“I really wanted to do it, because I have two very special friends there (at Virginia Tech) in the engineering program. Luckily, they were away at the time on a competition,” Stamper said. “I know that many students want to find a way to send love to them, and this to me is a great way to do it.

“I think it gives great faith back to our nation to see how strong these young people can be through this.”

Wearing Virginia Tech athletic jerseys, ETSU senior Sara Shaffer and her sister in law, Bernadette Cash, signed the sheet to send messages to a campus Shaffer has known since childhood via athletic events.

“It’s awfully close to home,” Shaffer said. “My dad went to Virginia Tech. Our whole family has been going to Blacksburg since before I was even born. We’re all Hokies.”

Tuesday, April 24, 2007

University of Florida Gators support Virginia Tech

My wife is a 1990 Accounting graduate from Virginia Tech living currently in Gainesville, Florida. We thought we would submit this to show that the Gator Nation supports the Hokie Nation. We are all Virginia Tech.

Bret Dampier, RPh
University of Florida College of Pharmacy, 1988

Monday, April 23, 2007

Images and News from the Virginia Tech Campus

Brent Jesiek shared two great things with me today-

Pictures from the VT campus at

And news of a coming website where these and other tributes will be permanently housed:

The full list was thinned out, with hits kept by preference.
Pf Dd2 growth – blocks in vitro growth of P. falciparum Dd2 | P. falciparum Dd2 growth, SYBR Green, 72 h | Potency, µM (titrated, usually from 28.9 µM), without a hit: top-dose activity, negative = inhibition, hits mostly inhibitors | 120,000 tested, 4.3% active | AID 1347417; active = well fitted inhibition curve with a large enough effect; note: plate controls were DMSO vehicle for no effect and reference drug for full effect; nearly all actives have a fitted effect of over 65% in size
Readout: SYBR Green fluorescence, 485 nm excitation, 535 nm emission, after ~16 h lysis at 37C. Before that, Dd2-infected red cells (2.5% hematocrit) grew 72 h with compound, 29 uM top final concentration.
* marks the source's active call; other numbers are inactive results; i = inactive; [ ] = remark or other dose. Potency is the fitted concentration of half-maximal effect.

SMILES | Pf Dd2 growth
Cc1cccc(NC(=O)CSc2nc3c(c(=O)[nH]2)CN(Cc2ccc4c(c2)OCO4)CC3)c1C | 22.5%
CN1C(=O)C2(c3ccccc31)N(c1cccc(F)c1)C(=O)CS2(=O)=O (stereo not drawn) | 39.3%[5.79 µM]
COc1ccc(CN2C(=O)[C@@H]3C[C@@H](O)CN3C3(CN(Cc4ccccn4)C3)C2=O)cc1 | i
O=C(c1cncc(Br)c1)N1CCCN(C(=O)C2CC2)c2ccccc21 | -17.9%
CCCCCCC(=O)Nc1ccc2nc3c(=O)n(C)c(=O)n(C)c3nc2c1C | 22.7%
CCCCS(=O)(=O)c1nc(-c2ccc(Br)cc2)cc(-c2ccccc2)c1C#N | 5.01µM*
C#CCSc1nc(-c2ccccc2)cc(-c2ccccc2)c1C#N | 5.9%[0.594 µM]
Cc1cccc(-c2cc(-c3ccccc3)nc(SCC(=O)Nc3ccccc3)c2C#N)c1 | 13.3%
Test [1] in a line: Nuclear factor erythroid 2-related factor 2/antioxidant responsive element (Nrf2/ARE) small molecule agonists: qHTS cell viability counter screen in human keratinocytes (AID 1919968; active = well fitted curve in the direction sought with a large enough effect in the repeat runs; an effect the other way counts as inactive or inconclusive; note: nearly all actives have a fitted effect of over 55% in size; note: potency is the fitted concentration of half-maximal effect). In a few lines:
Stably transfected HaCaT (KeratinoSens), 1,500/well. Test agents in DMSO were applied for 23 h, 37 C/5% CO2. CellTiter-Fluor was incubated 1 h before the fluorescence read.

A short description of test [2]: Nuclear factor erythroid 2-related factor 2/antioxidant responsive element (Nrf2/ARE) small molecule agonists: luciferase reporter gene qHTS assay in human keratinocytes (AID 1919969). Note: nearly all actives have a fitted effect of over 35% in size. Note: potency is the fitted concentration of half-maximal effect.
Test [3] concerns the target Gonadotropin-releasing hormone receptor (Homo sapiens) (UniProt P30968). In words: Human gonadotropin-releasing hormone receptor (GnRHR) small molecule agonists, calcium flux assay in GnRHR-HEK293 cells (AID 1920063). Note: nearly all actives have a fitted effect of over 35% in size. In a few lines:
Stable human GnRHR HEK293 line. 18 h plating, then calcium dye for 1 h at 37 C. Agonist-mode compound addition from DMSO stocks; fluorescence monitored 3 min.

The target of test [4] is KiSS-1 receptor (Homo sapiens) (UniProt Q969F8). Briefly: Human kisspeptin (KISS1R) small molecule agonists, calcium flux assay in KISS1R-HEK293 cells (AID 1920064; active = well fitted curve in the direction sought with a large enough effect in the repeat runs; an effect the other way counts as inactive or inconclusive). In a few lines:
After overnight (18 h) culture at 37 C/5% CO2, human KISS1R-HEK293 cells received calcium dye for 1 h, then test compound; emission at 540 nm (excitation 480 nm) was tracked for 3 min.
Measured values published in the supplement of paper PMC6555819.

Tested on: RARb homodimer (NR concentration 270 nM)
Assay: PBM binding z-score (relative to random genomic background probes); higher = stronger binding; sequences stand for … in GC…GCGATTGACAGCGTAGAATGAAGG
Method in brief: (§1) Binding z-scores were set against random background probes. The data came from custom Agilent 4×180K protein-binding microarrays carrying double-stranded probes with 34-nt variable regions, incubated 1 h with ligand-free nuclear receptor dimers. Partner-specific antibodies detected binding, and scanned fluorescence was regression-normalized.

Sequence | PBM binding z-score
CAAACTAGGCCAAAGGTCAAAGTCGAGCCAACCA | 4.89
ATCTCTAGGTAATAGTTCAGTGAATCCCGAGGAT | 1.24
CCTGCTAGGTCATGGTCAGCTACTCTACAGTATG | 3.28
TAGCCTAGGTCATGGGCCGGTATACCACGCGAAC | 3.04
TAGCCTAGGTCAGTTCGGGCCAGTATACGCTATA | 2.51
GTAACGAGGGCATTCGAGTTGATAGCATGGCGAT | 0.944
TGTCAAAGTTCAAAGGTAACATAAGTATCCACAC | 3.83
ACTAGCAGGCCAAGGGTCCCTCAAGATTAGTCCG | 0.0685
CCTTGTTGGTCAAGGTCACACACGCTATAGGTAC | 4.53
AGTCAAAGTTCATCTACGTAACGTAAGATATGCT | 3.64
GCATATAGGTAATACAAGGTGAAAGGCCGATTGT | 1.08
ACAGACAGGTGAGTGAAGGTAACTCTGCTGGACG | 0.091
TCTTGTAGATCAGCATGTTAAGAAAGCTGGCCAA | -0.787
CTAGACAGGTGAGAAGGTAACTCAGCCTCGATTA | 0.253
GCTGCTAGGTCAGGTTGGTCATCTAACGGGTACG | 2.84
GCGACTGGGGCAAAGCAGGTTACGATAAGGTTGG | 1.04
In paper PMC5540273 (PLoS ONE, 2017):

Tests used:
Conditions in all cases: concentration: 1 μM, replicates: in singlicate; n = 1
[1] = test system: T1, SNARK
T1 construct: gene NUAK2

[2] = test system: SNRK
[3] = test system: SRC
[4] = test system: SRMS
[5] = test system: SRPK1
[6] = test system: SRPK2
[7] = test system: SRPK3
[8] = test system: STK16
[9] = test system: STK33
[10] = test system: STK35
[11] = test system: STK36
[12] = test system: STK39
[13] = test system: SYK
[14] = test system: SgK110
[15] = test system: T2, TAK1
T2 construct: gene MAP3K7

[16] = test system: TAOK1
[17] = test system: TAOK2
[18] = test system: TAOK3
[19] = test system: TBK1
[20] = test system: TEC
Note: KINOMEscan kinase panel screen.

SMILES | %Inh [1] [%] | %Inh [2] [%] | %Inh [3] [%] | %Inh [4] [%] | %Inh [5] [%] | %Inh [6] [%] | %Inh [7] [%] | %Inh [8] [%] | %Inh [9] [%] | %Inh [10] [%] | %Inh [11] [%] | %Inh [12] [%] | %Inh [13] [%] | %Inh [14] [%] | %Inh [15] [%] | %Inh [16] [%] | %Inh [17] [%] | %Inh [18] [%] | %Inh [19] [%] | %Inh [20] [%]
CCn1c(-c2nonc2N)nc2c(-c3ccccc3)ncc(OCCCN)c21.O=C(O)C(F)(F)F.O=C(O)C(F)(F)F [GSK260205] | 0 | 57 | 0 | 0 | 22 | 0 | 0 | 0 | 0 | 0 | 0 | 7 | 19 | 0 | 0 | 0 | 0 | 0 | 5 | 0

Brent shared with me that the site will be "a new multimedia memory bank for the April 16 tragedy. The site is being hosted on campus, with the curatorial support of numerous faculty and students." This is terrific news, as content such as this should be brought together in one place, sponsored by Tech, and maintained by Tech faculty and students.

I look forward to the site going live and encourage anyone reading to share their pictures and words with this new repository.

Virginia Tech alum to read names at Fresno State memorial Monday

Two alumni of Virginia Tech will read the names of the 32 students and faculty who died last week, during a memorial Monday (April 23) at California State University, Fresno. The ceremony will include a National Moment of Silence called for 9:45 a.m. as students resume classes there.

Dr. Maria Sanchez and Dr. Ira Sorenson, members of the Virginia Polytechnic Institute and State University Class of 2002 who are now mechanical engineering professors in the College of Engineering at Fresno State, will join University President John D. Welty and students at the memorial from 9:30 to 10 a.m. in the Free Speech Area. More info:

Sunday, April 22, 2007

WE ARE with you at Penn State

The recent days since the travesty at Virginia Tech has provided once again, like the aftermath of NINE-ELEVEN, a stimulus that brings us, as Americans, and particularly those associated with our academic family closer together. On Wednesday, I traveled from my home in Alexandria, VA to State College, PA to attend the Penn State Alumni Council Spring Session and the annual Blue-White football game, that regularly ends the Nittany Lion spring football training.

The Penn State Campus is usually a lively venue, but this time when I arrived there was a different aura. There was a sadness concerning the students and faculty of our sister land grant institution at Blacksburg. The Close knit family that defines Virginia Tech now has an extended family of students, faculty, and alumni from the entire academic community in the USA.